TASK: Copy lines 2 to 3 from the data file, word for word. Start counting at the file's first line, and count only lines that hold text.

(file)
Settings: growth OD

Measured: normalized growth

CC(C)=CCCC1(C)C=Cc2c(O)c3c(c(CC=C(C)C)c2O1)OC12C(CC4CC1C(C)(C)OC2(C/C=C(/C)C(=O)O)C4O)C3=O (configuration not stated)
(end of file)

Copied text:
Measured: normalized growth

CC(C)=CCCC1(C)C=Cc2c(O)c3c(c(CC=C(C)C)c2O1)OC12C(CC4CC1C(C)(C)OC2(C/C=C(/C)C(=O)O)C4O)C3=O (configuration not stated)